How did you come across the book?
I was back home in the Philippines when I first saw a copy of the book and it seemed interesting to me at the time but, I wasn’t… I just wasn’t at the point where I wanted to purchase it because I was reading a few other books at the time so I wanted to finish those first. And then, when I got to New York a few days ago, I was at The Strand Bookstore over on Broadway and 13th, I saw this book again and decided to buy it then.
So far, what have you gained from it?
Well, I actually had no idea that this book was written in the 1950s or 60s, but I think the reason that its coming back to the shelves and coming back to popularity is because the message and the core of the book is very relevant to us now. Like… basically the premise of ‘A Brave New World’ is society has become a place of homogeneity and a lack of individuality, because everyone is genetically engineered and conditioned from birth to have these certain traits and there’s this caste system thats involved where every caste and every person has a specific role to do, and… to me… I… I consider myself an individualist. I like to do my own thing. I don’t really like corporations and institutions and things like that, so… the perspective that I think is worth looking into is… how trends and things that are popular nowadays… look into how they come to be and why people subscribe to them, and if at anyway that takes way from their sense of identity… even though I think its important to have things in common, but… the extent to which we subscribe to these ideas and institutions is reflective of who we are as a society and I think while its important to have these things which we have in common, I think we should all strive to maintain our own passions and individuality.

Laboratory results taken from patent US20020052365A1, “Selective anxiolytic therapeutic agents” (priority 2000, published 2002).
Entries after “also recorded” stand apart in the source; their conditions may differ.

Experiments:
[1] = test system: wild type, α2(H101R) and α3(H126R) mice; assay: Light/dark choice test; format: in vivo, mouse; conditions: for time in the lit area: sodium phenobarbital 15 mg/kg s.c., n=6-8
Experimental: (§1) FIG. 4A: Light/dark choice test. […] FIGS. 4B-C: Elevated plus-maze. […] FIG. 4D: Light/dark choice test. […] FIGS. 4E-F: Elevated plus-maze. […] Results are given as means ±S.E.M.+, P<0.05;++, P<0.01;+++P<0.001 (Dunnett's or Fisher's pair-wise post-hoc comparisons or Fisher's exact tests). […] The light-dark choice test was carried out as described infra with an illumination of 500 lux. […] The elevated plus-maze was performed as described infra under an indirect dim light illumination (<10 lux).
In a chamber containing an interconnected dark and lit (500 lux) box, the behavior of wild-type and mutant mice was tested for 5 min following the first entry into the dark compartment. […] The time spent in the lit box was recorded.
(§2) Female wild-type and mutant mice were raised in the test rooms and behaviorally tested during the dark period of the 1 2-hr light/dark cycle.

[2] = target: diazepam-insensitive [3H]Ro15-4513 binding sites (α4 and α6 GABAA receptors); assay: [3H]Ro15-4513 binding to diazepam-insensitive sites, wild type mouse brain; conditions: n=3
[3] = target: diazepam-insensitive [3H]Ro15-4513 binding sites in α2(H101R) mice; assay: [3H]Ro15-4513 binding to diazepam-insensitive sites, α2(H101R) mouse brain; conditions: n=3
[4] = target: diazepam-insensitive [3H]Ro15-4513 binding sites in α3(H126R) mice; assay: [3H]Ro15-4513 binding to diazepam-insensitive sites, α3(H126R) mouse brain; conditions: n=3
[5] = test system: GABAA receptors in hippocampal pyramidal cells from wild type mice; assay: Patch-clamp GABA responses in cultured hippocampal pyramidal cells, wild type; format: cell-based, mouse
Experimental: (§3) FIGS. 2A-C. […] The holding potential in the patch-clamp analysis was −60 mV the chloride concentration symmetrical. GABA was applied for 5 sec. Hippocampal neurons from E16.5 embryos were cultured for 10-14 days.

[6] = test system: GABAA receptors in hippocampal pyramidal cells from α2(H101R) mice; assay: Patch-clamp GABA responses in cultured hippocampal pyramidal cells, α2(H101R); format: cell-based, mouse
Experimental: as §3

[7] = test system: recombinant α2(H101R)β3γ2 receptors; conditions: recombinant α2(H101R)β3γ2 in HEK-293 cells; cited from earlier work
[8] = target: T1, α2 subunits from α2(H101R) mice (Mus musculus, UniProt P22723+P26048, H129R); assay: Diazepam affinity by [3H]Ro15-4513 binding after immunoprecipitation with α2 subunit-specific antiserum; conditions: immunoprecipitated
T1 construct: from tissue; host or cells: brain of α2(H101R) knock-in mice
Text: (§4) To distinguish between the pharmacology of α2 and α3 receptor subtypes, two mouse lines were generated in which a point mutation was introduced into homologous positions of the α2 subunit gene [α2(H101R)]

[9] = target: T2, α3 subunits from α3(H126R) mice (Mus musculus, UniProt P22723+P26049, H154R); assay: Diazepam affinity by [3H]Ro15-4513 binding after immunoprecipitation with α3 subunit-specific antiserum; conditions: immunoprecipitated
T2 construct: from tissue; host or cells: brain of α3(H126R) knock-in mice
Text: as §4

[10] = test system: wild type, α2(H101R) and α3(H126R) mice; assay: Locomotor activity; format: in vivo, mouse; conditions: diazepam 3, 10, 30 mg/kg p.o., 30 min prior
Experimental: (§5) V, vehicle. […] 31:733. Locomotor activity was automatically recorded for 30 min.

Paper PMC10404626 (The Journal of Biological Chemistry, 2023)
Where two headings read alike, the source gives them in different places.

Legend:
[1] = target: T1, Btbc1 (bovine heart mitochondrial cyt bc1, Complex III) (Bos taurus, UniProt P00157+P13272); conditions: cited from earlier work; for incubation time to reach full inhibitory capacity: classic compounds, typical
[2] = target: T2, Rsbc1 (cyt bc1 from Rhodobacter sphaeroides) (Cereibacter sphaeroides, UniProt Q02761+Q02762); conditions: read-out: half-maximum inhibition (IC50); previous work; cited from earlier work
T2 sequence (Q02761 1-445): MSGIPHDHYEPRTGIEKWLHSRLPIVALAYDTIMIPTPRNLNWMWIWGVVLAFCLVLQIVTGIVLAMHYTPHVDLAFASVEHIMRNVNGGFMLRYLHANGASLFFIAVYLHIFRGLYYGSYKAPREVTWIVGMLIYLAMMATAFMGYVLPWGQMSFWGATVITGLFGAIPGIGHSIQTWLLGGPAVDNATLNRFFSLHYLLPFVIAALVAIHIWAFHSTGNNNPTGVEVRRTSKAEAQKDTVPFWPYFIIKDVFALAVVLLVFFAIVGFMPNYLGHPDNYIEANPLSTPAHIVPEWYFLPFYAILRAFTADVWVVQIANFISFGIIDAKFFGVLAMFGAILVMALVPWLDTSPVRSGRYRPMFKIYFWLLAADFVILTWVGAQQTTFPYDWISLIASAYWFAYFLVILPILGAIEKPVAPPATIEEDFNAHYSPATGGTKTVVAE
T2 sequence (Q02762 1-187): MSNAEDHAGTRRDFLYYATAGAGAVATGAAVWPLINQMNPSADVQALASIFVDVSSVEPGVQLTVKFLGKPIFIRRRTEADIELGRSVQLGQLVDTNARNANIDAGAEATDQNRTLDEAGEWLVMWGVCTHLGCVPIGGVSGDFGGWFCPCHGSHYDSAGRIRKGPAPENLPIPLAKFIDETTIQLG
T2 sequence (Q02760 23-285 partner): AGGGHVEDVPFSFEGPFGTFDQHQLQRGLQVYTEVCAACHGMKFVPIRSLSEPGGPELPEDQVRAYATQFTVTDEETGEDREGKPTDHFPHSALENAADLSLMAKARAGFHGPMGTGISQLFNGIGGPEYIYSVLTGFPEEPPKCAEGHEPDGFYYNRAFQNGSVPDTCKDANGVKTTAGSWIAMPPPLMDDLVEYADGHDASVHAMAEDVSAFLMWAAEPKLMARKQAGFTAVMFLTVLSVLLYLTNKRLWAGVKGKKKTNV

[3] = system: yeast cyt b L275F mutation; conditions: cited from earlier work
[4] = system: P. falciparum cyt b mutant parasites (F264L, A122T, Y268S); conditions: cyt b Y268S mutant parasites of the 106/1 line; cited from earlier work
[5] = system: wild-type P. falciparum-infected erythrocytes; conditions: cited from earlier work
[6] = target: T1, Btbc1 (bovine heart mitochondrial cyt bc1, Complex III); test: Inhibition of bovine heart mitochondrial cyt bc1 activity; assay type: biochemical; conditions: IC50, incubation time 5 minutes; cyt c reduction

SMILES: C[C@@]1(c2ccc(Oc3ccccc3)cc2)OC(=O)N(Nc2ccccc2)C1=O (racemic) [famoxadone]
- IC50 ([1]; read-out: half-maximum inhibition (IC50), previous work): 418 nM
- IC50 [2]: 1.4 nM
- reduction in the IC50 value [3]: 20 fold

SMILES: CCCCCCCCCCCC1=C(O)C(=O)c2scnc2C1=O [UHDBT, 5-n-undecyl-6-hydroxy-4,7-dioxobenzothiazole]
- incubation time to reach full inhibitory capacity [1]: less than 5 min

Its a heavy read. It plays a lot on the concept of human sexuality. And now, more than ever, women are being objectified and taken advantage of. Women and men, for that matter. But, this book kind of… well… it’s obviously through a male gaze. Aldous Huxley is a guy, he’s writing from a male perspective, and… the women in the book, they are treated as sort of objects. First of all, there’s no emotion involved in personal relationships in this book… its all just like people getting together and having sex and absolutely no emotional attachment… literally hit it and quit it, and nobody has any emotion. But, yeah… the character that I most like from the book is named Bernard Marx, and he seems to be the only person who can think for himself. And, what’s interesting is he’s different from everybody else in the sense that… like for his level, he’s an alpha so he should be like tall, strong and buff, but he has a physical defect and he’s small, he’s frail, he’s thin, but aside from that, aside from himself being estranged from society because of his physical defect, its also… intellectually he’s different. You can tell because of the way he thinks. He has passions. He’s an individual and he can think for himself, which I find to be interesting and I kind of relate with him on that level.
Would you recommend it, and if so, to who and why?
Absolutely. I don’t think this book is meant for any particular demographic. Its hard to just humanize people in general, so, like I said early, it’s very relevant to our society today and the things we have going on in that society. And, like… old, young, whatever, there are themes which definitely reflect the world we’re living in today, so absolutely anyone should read this book. I definitely recommend it. Like, I’d make my kid read this, for sure! Yeah. I think its timeless.